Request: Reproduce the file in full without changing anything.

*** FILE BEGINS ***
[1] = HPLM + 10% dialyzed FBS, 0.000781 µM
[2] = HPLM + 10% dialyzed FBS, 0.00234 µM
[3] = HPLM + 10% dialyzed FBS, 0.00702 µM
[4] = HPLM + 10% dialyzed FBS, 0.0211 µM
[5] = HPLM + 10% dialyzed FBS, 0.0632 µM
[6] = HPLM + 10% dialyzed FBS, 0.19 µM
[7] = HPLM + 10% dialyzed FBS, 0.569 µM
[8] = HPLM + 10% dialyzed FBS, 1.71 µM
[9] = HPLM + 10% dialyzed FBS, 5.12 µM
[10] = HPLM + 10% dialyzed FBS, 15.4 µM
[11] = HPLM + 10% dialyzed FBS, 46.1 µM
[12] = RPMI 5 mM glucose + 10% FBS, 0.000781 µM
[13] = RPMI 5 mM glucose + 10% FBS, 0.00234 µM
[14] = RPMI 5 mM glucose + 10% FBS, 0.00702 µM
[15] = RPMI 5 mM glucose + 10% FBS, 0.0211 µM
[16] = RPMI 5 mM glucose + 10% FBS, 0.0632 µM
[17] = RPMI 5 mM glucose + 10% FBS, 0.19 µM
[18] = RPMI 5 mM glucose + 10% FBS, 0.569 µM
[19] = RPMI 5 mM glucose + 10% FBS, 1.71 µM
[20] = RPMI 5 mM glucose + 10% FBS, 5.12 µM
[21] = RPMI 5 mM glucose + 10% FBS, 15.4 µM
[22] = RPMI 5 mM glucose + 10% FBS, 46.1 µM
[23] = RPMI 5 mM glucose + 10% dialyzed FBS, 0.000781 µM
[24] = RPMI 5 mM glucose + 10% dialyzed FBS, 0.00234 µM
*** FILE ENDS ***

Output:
[1] = HPLM + 10% dialyzed FBS, 0.000781 µM
[2] = HPLM + 10% dialyzed FBS, 0.00234 µM
[3] = HPLM + 10% dialyzed FBS, 0.00702 µM
[4] = HPLM + 10% dialyzed FBS, 0.0211 µM
[5] = HPLM + 10% dialyzed FBS, 0.0632 µM
[6] = HPLM + 10% dialyzed FBS, 0.19 µM
[7] = HPLM + 10% dialyzed FBS, 0.569 µM
[8] = HPLM + 10% dialyzed FBS, 1.71 µM
[9] = HPLM + 10% dialyzed FBS, 5.12 µM
[10] = HPLM + 10% dialyzed FBS, 15.4 µM
[11] = HPLM + 10% dialyzed FBS, 46.1 µM
[12] = RPMI 5 mM glucose + 10% FBS, 0.000781 µM
[13] = RPMI 5 mM glucose + 10% FBS, 0.00234 µM
[14] = RPMI 5 mM glucose + 10% FBS, 0.00702 µM
[15] = RPMI 5 mM glucose + 10% FBS, 0.0211 µM
[16] = RPMI 5 mM glucose + 10% FBS, 0.0632 µM
[17] = RPMI 5 mM glucose + 10% FBS, 0.19 µM
[18] = RPMI 5 mM glucose + 10% FBS, 0.569 µM
[19] = RPMI 5 mM glucose + 10% FBS, 1.71 µM
[20] = RPMI 5 mM glucose + 10% FBS, 5.12 µM
[21] = RPMI 5 mM glucose + 10% FBS, 15.4 µM
[22] = RPMI 5 mM glucose + 10% FBS, 46.1 µM
[23] = RPMI 5 mM glucose + 10% dialyzed FBS, 0.000781 µM
[24] = RPMI 5 mM glucose + 10% dialyzed FBS, 0.00234 µM